These behaviors are mixed randomly. Due to the random element and careful basic behavior choices, most surfaces are covered during the cleaning period.

When it comes time to dock, the Roomba doesn’t seem to actively “seek” its dock. Instead, it continues its regular behavior until it intersects the IR beam emanating from the dock. When it finds that signal, it follows it until it reaches the charging base.

Electrolux Trilobite - Operation
The Trilobite has a small, graphical LCD screen that displays its UI. It also has four buttons: Power, Stop, a navigation button and a “Yes” button. It has three main cleaning modes:

  • Normal - Normal mode measures the room size and calculates the amount of time necessary to clean it
  • Quick - Quick skips the measurement phase and moves directly into a fixed-time cleaning mode
  • Spot - Spot cleans a 10x10 area centered around the initial location
Other menu entries allow the fixed cleaning time and display language to be set. Any errors are displayed in the selected language on the LCD. Overall status is also communicated with various tunes much like the Roomba.

A large dustbin with a substantial filter is easily accessed under the top cover, which is released by a button at the rear of the unit. There’s a bump sensor at the front, but the Trilobite primarily uses its eight ultrasonic sensors, four pointing at about a 45 degree angle up, and four pointing out, to sense its environment. There are three additional infrared sensors on the bottom bumper, and additional sensors under its front lip. Two independently powered, narrow but large diameter wheels with clear urethane covers move it from place to place.

Like the Roomba, the Trilobite has a number of basic behaviors it combines during the cleaning process. In normal mode, it first uses a counter-clockwise wall-following to determine the size of the room. Once it re-encounters its dock, it moves into a cleaning mode.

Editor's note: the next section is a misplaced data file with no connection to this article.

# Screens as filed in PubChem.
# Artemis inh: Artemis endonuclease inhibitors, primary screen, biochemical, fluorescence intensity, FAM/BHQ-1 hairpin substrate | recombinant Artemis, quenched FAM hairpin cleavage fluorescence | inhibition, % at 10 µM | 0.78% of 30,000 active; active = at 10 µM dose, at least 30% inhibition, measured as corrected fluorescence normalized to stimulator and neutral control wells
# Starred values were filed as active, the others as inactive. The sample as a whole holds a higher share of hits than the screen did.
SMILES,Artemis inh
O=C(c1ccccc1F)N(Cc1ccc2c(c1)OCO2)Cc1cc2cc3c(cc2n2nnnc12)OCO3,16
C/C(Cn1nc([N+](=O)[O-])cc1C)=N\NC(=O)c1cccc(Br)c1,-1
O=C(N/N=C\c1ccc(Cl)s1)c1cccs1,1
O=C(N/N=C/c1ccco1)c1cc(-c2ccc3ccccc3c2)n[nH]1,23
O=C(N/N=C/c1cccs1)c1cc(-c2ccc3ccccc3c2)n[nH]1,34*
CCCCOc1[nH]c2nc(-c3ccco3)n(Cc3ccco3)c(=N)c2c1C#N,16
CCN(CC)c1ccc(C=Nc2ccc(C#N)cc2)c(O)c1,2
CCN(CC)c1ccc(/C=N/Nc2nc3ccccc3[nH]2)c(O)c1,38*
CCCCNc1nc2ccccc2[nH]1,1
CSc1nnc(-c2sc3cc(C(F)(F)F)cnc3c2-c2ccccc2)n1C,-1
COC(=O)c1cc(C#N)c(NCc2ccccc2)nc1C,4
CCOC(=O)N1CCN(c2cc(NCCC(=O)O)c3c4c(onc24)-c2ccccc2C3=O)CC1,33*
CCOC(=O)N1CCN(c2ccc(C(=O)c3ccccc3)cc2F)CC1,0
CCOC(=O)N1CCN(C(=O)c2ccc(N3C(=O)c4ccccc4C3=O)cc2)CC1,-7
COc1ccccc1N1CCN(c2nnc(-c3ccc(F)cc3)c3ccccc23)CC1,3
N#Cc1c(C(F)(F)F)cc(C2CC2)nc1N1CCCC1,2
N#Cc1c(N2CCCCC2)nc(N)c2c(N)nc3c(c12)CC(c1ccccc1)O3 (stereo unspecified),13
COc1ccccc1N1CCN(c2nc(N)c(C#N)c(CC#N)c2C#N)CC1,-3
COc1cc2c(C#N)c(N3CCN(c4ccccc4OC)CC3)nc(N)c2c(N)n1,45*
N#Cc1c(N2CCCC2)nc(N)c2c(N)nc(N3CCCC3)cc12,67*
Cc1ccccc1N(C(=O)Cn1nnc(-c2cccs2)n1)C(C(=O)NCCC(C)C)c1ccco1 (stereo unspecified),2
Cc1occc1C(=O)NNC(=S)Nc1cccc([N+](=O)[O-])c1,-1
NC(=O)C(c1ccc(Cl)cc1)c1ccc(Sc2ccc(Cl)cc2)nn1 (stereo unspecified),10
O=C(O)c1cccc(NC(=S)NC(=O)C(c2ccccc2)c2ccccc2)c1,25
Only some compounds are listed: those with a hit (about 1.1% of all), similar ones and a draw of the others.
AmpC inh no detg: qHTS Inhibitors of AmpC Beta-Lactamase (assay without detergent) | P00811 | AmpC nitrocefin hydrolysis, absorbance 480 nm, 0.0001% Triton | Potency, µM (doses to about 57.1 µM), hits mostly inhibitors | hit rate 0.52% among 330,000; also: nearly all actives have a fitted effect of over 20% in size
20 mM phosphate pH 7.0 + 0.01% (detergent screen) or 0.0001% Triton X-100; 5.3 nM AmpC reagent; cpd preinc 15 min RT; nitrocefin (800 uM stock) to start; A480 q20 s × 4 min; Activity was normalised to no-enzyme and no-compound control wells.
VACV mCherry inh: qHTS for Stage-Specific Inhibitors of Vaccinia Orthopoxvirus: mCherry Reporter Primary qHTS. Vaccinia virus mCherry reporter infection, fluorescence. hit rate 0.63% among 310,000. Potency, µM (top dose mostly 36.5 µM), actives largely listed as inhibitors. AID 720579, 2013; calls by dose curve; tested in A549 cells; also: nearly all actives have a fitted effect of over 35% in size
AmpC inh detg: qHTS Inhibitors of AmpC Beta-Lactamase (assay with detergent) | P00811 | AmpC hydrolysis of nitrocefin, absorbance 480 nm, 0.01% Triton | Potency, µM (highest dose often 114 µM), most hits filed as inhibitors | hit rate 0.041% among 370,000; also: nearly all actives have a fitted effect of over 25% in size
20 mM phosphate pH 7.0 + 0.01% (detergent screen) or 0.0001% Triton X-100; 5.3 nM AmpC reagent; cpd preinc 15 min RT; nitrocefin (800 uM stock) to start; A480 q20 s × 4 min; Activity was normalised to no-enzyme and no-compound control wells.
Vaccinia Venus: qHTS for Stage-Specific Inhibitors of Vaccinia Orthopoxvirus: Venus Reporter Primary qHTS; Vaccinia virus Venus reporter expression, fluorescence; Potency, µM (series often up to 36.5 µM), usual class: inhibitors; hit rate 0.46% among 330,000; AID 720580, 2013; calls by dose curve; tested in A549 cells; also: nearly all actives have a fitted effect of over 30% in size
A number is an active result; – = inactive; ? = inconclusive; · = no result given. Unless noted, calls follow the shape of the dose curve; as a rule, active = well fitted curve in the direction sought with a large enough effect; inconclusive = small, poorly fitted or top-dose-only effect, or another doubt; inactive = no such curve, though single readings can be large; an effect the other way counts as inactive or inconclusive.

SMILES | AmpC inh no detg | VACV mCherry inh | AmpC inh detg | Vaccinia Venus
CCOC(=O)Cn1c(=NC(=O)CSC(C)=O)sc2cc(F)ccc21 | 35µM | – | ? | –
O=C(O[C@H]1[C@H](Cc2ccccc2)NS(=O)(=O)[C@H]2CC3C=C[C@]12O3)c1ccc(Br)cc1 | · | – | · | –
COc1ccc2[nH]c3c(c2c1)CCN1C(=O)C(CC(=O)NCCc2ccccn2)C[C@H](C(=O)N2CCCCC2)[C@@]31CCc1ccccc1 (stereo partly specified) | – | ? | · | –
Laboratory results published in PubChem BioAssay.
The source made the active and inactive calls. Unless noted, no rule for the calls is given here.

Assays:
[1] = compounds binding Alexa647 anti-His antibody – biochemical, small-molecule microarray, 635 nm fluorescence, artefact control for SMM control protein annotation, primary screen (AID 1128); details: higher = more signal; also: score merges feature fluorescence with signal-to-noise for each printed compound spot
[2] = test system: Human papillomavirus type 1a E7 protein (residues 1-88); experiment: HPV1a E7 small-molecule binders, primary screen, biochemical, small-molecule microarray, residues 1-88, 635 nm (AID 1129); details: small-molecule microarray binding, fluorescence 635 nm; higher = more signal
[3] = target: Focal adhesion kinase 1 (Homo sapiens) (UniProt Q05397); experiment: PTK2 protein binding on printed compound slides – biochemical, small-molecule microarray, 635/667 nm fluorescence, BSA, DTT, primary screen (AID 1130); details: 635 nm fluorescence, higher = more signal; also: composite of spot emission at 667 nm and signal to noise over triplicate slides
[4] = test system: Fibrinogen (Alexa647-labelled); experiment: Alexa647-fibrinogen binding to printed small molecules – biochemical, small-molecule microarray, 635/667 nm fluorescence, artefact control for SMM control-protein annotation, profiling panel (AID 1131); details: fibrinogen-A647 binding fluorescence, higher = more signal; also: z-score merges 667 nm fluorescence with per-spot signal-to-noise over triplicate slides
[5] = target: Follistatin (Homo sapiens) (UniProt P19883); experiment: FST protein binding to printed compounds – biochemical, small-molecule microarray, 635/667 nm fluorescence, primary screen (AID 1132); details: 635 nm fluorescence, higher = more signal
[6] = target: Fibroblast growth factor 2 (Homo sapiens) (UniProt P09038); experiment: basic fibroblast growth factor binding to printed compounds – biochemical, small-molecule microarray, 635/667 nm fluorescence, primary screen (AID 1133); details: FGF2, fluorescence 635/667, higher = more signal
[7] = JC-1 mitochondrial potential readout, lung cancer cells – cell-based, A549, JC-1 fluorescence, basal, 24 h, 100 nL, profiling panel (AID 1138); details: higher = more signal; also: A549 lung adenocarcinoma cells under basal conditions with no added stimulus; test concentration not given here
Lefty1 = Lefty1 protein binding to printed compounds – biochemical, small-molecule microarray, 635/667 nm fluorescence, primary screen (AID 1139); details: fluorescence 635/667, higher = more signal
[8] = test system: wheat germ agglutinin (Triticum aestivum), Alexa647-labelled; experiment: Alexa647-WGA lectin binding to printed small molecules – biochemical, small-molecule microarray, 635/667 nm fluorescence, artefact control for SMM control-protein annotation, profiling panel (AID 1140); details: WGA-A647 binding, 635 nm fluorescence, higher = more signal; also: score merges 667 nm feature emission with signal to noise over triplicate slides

In cleaning mode, the Trilobite makes diagonal runs, avoiding obstacles and changing speed and behavior depending on what it detects in the room. For example, if it encounters something it considers to be living (like a dog), it quickly “leaps back” to avoid it. If it approaches a “hard” object, it slows as it approaches, stops a fraction of an inch from its surface, and goes around. Steps are detected and avoided as expected.

Interestingly, the upward-facing ultrasonic sensors are used to detect when the Trilobite is under an object, like a bed. The sensors detect the boundaries of the object, and the vacuum uses that to ensure sufficient time is spent cleaning under it.

As with the Roomba, the Trilobite doesn’t really know where it has and hasn’t been, and it relies on a certain amount of randomness and time to ensure it’s covered the surface to be cleaned.

Docking behavior uses the wall-following technique, and moves in a counter-clockwise direction around the room until it encounters the dock. If the battery is depleted during a cleaning cycle, the Trilobite will locate its dock, charge, undock and complete the cycle.

Cleaning and clean-up
Overall, the Roomba and Trilobite do a pretty similar job cleaning a room. Neither “deep cleans” like a powerful vacuum with a beater bar (although the Trilobite gives it a try), but both manage to tidy things up nicely, rarely leaving a “missed” area.

Edging Performance